Much of the rhetoric from the pro-choice movement has been about women’s health. Women’s health of great importance during pregnancy. My wife has had 4 children, and her health is crucial for us as a family. This issue comes 1) when you pair a mother’s health against a child’s. They both matter because both are human and persons. 2) When preserving life and health is defined as all factors including physical, emotional, psychological, familial and even age. It’s not that these don’t matter it’s that any perceived amount of stress in these areas are grounds to terminate the life of a child.

Surely there is no debate as to whether the child is a life? (https://www.desiringgod.org/articles/we-know-they-are-killing-children-all-of-us-know) As a pastor, I am reminded of this reality in two distinct ways.

Firstly couples share their sonogram with me with ultimate joyfulness. Why? It is proof of life? It’s proof there is a living person they will one day hold in their hands. Secondly, and more dishearteningly, couples share their grief-stricken news that they are struggling to get pregnant. Why do they grieve? Because they are unable to experience new life in the form of a child in the womb. Both are common and natural expressions that reveal the truth that life is in the womb. Therefore even if the people passing these laws believe that these laws are necessary to preserve a mother’s life and health, surely the decision to pass such a bill is at the very least a sobering decision. But this is not what was expressed at all. It was jubilation and celebration.

A Tumultuous Culture

Our culture is at a crossroads, and we are confused. The message of the Gillette ad tells us to value human life and dignity and to see all people equally. The message of the law tells us that one life is more valuable and the other more expendable. One urges us to call out the wrongful use of strength, position, and sexual desire. That abuse and harassment are wrong and need to be called out for what they are. That we should stand up for victims of such crimes. The other tells us that murder is not a crime but a procedure and to not call it for what it is. Even further, that we should celebrate it.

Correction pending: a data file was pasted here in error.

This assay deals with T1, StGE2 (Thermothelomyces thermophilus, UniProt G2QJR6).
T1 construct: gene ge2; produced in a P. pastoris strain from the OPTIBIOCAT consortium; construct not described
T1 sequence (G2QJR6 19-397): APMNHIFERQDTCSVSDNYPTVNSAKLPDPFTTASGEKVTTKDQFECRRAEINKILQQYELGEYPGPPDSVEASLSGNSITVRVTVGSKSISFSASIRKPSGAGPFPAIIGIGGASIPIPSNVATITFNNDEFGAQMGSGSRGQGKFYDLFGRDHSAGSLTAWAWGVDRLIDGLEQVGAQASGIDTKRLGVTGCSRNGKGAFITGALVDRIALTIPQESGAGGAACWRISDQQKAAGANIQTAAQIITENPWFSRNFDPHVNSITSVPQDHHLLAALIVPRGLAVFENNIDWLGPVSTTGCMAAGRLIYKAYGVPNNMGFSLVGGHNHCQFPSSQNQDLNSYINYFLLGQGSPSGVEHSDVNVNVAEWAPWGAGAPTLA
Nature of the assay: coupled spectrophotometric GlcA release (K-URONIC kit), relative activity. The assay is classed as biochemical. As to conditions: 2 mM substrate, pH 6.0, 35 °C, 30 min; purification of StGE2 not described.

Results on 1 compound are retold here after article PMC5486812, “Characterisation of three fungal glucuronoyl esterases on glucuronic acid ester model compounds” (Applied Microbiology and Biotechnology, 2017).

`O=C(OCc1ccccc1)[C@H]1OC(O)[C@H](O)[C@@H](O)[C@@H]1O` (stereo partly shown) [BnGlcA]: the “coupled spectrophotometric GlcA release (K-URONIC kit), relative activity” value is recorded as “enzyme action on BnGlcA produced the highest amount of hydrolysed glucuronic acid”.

What we see here is what theologians have long coined as the ‘Incurvatus in se’. That is ‘turned inward on oneself’. Developed most likely by St Augustine, it describes a life that is lived inward for oneself rather than outward for God and others. Martin Luther popularised this theological phrase and wrote specifically of it in his Lectures on Romans stating.

“Our nature, by the corruption of the first sin, [being] so deeply curved in on itself that is not only bends the best gifts of God towards itself and enjoys them, or rather even uses God himself in order to attain these gifts, but it also fails to realise that it so wickedly, curvedly, and viciously seeks all things, even God, for its own sake.”

Over 500 years ago Luther’s description could not be a more accurate one of our western culture today. This is not merely a culture of death as some have called it. It is a culture of me. Everything points to what is best for me. It’s #mefirst. Why do men abuse and harass women – #mefirst. My pleasure, my desire, my will, #mefirst. Additionally, its why abortion is celebrated – #mefirst. My health, my life first. It is what Augustine and Luther called ‘Incurvatus in se’. Self bent in and towards itself.

Welcome to the #mefirst movement.